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Florida Attorney General Pam Bondi is a big fan of Donald Trump, and offered him an enthusiastic endorsement the day before Tuesday's Florida primary. She's delighted to be able to help, as she said at a rally in Tampa Monday:

“You are speaking loud and clear, and Americans are speaking loud and clear,” Ms. Bondi told supporters at a rally in Tampa.

She also had another reason for backing Mr. Trump: “I always listen to my mom, and my mom is with Donald Trump, and so am I.”

[contextly_sidebar id="cwyi2fIy4Ni8C5tkPEsPfIDGlTyGqXsh"]Say, you know who else Pam Bondi likes to listen to? Donald Trump's money, maybe. When Bondi made the endorsement, money-n-politics reporter Adam Smith hit the Twitter machine to remind everyone that a couple years back, right after the New York attorney general sued Donald Trump's fake "University" for fraud, Pam Bondi's office announced that she too was looking into complaints of fraud against Florida's affiliate of the real estate seminar scheme. Three days later, a Trump foundation generously donated $25,000 to a campaign fund for Bondi's reelection effort, and darned if Bondi didn't ultimately decide there was nothing to investigate about Trump University. It was quite the happy coincidence!

[contextly_sidebar id="7q5dKr6F0qK8PAmGNR5AscjR8rVOEkBT"]It wasn't the first time Bondi had done weird stuff for the sake of her reelection campaign; as you may recall, she also asked Gov. Rick Scott to reschedule the execution of a convicted murderer so it wouldn't conflict with a campaign event that she'd already committed to.

If one were very cynical, one might think Bondi's initial interest in looking into the operations of the Florida franchise, then called "Trump Institute," was publicity-seeking me-tooism, seeing as how Bondi got her name in all the papers by hinting she'd copy New York A.G. Eric Schneiderman, who had cited several complaints from Florida in his lawsuit. All but one of the complaints against Trump Institute -- the usual stuff, like getting sales pitches for more classes instead of learning how to get rich in real estate, as well as "mentors" who didn't have any particular expertise and eventually stopped returning calls -- had been filed under the previous Florida A.G. In 2010 the "Institute" cut ties with the Trump Mothership, changed its name, and then quietly stopped doing business, which probably did wonders for its rating from the Better Business Bureau.

In any case, Bondi's interest in investigating faded very quickly after the "And Justice For All" committee, which was technically independent of Bondi's reelection campaign, received one of its biggest single donations from Trump. A month after Bondi indicated she was studying Schneiderman's lawsuit, Bondi spokeswoman Jenn Meale explained there was no need to investigate, since any Florida consumers would be taken care of if the New York case was successful.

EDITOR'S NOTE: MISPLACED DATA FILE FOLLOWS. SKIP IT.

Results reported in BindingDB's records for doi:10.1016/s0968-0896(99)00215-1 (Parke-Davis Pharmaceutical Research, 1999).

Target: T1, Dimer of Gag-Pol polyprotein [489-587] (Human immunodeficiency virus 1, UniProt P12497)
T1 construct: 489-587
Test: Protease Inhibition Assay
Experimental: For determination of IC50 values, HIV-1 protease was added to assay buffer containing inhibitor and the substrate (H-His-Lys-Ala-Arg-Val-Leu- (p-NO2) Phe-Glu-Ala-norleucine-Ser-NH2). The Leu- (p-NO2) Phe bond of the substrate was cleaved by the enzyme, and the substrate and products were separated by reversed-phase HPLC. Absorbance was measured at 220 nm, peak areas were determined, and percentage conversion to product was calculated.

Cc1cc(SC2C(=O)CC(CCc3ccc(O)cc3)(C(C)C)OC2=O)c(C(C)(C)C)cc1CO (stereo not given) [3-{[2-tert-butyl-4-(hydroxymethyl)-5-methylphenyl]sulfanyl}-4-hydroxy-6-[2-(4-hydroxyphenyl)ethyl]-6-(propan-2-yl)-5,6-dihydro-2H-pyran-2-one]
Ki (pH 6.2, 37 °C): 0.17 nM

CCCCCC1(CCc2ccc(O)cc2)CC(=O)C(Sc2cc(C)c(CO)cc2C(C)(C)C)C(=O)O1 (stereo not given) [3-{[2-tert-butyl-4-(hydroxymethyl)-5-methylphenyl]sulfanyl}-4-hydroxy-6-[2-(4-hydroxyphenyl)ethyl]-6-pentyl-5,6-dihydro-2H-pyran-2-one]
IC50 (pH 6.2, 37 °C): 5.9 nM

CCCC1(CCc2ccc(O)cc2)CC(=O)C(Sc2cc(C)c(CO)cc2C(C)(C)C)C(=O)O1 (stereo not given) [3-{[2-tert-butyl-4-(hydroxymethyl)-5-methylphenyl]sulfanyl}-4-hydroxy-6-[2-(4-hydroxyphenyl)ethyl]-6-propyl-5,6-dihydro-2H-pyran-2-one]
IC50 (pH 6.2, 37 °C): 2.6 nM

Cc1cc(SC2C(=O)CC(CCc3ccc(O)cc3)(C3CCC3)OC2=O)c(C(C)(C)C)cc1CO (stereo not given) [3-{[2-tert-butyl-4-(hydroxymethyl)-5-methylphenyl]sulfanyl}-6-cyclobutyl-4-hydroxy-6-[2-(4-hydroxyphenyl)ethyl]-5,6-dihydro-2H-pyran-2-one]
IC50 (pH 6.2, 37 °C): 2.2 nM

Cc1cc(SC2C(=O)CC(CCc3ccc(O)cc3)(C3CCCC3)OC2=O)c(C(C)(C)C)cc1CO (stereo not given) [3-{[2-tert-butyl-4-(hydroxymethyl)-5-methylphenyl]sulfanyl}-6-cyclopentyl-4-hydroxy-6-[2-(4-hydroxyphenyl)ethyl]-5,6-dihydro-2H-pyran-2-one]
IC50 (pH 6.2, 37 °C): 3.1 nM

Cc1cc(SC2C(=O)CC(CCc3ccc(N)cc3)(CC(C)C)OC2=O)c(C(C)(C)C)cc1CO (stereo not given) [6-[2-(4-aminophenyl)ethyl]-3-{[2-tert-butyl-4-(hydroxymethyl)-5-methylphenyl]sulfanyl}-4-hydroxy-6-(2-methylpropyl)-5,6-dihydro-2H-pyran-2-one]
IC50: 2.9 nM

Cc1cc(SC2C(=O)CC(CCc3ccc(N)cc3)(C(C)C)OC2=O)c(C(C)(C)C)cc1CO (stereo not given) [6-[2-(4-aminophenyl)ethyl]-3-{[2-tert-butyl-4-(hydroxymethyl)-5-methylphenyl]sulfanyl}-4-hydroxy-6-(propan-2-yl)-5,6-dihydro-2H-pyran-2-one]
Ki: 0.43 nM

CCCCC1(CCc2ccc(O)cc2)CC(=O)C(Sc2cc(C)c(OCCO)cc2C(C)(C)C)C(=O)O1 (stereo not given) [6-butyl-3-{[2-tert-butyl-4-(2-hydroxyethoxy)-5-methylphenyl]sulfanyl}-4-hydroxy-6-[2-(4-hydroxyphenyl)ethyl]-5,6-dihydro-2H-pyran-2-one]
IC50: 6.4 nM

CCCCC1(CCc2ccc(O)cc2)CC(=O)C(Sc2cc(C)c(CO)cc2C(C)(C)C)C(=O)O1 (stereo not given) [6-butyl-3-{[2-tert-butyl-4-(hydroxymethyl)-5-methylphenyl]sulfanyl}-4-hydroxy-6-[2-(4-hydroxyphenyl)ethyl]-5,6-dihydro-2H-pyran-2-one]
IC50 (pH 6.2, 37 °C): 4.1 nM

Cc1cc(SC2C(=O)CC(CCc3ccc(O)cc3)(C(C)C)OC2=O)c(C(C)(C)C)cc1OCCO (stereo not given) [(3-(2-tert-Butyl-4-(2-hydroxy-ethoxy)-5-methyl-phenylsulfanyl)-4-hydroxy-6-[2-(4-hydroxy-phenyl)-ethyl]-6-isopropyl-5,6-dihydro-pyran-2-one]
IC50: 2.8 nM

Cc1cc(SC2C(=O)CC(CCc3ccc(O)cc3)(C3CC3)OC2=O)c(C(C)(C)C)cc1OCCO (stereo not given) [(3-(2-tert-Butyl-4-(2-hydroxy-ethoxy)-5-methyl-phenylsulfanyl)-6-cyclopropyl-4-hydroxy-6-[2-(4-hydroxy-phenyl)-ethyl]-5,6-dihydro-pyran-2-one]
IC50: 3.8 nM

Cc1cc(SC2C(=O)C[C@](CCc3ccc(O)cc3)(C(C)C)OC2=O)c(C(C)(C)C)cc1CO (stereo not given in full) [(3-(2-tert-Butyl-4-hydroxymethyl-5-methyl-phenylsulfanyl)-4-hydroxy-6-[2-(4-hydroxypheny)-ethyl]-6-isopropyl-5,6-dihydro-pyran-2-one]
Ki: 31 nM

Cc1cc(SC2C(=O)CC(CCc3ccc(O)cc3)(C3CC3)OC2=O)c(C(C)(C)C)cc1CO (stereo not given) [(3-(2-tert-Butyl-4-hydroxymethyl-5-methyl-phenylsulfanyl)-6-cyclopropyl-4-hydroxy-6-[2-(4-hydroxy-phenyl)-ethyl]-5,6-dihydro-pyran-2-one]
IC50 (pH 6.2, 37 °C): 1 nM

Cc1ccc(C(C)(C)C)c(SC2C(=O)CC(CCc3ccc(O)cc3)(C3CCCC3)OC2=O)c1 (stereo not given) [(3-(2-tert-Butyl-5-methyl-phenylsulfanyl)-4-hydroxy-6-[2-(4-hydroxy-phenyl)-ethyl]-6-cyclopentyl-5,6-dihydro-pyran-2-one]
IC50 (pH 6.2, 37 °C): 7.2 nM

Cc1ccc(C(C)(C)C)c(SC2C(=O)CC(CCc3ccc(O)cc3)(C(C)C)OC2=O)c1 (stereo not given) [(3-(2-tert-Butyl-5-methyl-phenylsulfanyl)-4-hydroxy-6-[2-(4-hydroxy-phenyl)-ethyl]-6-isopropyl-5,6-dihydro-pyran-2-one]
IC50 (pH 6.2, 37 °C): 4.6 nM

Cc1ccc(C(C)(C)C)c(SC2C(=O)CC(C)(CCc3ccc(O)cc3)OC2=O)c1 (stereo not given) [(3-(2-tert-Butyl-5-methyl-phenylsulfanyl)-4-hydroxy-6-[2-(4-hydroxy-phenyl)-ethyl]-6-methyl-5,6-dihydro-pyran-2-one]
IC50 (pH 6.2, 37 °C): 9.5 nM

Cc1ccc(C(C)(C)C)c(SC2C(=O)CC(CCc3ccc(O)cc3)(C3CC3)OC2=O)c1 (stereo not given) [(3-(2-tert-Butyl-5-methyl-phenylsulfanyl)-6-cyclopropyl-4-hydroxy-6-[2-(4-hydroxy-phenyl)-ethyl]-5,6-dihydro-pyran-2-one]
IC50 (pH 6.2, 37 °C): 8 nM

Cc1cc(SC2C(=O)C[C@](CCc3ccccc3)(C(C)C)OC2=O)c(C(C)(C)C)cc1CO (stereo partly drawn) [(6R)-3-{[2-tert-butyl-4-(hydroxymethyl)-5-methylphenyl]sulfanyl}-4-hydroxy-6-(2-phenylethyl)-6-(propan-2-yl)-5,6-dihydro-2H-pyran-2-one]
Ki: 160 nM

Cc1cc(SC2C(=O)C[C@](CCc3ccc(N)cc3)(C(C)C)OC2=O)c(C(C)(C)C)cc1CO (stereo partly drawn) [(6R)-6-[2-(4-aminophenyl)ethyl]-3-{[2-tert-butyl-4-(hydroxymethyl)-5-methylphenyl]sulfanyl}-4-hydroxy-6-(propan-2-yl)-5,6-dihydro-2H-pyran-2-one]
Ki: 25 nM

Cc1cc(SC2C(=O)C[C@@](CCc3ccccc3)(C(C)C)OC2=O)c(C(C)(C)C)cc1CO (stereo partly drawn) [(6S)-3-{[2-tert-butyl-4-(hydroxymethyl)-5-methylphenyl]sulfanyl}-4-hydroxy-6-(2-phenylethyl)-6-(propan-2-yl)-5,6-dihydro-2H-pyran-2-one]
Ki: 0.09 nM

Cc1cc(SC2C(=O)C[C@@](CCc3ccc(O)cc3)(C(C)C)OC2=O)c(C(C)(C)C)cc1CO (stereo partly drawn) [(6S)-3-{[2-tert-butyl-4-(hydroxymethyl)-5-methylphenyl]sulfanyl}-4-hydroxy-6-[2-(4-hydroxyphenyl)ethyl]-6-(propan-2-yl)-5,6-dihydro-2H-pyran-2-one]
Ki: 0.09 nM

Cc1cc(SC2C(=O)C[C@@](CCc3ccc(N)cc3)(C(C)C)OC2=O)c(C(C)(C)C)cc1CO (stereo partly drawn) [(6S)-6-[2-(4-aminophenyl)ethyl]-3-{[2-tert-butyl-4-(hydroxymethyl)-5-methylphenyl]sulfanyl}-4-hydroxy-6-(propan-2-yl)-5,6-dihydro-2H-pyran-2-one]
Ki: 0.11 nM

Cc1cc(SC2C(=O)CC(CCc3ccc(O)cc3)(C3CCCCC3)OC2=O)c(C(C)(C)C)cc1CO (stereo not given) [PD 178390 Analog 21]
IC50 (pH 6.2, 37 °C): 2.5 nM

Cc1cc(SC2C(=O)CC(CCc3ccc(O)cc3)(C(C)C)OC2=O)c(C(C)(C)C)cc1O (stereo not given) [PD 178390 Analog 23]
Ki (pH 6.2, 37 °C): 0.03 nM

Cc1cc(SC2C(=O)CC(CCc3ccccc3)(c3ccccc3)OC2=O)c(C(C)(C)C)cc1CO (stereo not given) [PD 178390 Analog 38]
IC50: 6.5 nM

Oh, one small problem with that, as the Tampa Bay Times discovered:

[A] review of the 22 complaints filed in 2008 show they named the "Trump Institute," an entity not named in the New York suit. Because those are technically different entities, it's unclear how many making those complaints would be covered, then, by the New York suit.

Meale points out that since Bondi has been attorney general, the office has received only one complaint about the Trump seminars.

So everything will be fine, and also it wasn't her job. Plus, Donald Trump is a great human being and a great leader to make America great again. When he was asked in 2013 why he'd suddenly become interested in getting Pam Bondi reelected, a mere three days after she said she might investigate his scammy "university" for fraud, Trump released a statement saying he admired Pam Bondi's integrity:

Pam Bondi is a fabulous representative of the people -- Florida is lucky to have her. … The case in New York is pure politics brought by an incompetent attorney general, a political hack.

Trump didn't bother answering whether he was donating to any other state attorney general campaigns, because shut up is why.

When the New York fraud suit was announced in August 2013, Trump accused Schneiderman of trying to shake him down for campaign contributions. He also attempted to try the case in his favorite venue, Twitter:

Trump took his complaints about Schneiderman to New York's Joint Commission on Public Ethics, which decided last year not to take any action. This only proves Donald Trump can't get any justice, at least not outside of Florida, where people have the good sense to recognize what a great guy he is, a point he's happy to reward with generous campaign contributions.

[Washington Times / Orlando Sentinel / Tampa Bay Times / Orlando Sentinel again / Village Voice / AP]

Doktor Zoom

Doktor Zoom's real name is Marty Kelley, and he lives in the wilds of Boise, Idaho. He is not a medical doctor, but does have a real PhD in Rhetoric. You should definitely donate some money to this little mommyblog where he has finally found acceptance and cat pictures. He is on maternity leave until 2033. Here is his Twitter, also. His quest to avoid prolixity is not going so great.

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